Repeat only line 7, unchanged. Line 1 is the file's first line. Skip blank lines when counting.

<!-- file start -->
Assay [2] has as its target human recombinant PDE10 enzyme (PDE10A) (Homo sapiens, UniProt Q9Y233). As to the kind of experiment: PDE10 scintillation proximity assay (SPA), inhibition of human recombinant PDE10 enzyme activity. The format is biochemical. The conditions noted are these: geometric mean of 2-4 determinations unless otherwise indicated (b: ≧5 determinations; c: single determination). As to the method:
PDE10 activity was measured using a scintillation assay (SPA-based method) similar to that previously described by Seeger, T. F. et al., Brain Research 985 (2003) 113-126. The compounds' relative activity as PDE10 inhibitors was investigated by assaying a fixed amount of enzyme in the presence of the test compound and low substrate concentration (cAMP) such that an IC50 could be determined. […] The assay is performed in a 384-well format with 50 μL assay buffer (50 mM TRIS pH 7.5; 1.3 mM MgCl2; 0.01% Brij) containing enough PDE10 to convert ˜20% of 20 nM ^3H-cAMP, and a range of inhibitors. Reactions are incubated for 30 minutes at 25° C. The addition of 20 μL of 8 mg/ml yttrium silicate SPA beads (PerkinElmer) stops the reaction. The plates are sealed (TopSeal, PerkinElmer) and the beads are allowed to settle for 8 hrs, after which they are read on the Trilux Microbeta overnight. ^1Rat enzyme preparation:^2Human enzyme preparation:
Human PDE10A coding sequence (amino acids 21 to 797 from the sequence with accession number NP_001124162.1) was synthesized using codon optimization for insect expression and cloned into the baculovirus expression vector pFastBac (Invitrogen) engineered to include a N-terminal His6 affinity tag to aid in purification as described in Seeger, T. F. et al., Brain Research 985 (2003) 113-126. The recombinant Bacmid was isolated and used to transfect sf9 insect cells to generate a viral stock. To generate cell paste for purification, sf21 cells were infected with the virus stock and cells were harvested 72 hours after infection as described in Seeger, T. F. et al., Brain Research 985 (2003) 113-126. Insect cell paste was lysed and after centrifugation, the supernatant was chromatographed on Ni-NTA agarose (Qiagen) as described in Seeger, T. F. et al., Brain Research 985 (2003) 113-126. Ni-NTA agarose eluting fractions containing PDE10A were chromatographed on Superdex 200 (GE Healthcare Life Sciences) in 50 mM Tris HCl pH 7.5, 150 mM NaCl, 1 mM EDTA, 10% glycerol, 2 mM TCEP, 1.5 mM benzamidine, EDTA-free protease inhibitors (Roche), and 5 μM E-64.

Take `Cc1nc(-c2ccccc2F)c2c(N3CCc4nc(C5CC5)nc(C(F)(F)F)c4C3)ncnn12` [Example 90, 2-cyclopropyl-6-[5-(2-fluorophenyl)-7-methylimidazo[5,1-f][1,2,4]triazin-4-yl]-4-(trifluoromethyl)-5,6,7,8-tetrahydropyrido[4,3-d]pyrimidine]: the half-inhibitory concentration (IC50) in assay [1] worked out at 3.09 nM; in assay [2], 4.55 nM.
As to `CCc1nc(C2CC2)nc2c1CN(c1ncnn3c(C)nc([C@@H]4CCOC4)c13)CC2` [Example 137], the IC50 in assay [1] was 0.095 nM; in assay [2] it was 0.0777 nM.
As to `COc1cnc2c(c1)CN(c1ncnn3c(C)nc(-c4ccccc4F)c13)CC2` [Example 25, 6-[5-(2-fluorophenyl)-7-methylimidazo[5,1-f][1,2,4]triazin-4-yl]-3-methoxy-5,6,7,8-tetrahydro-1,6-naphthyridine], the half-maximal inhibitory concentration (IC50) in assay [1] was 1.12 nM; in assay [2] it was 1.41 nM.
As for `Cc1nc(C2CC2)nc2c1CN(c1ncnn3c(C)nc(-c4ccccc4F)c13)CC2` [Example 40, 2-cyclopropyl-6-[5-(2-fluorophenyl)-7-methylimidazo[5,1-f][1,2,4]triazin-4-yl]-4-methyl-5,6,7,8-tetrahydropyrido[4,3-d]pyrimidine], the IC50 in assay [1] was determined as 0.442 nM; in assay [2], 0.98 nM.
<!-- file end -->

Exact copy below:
As for `Cc1nc(C2CC2)nc2c1CN(c1ncnn3c(C)nc(-c4ccccc4F)c13)CC2` [Example 40, 2-cyclopropyl-6-[5-(2-fluorophenyl)-7-methylimidazo[5,1-f][1,2,4]triazin-4-yl]-4-methyl-5,6,7,8-tetrahydropyrido[4,3-d]pyrimidine], the IC50 in assay [1] was determined as 0.442 nM; in assay [2], 0.98 nM.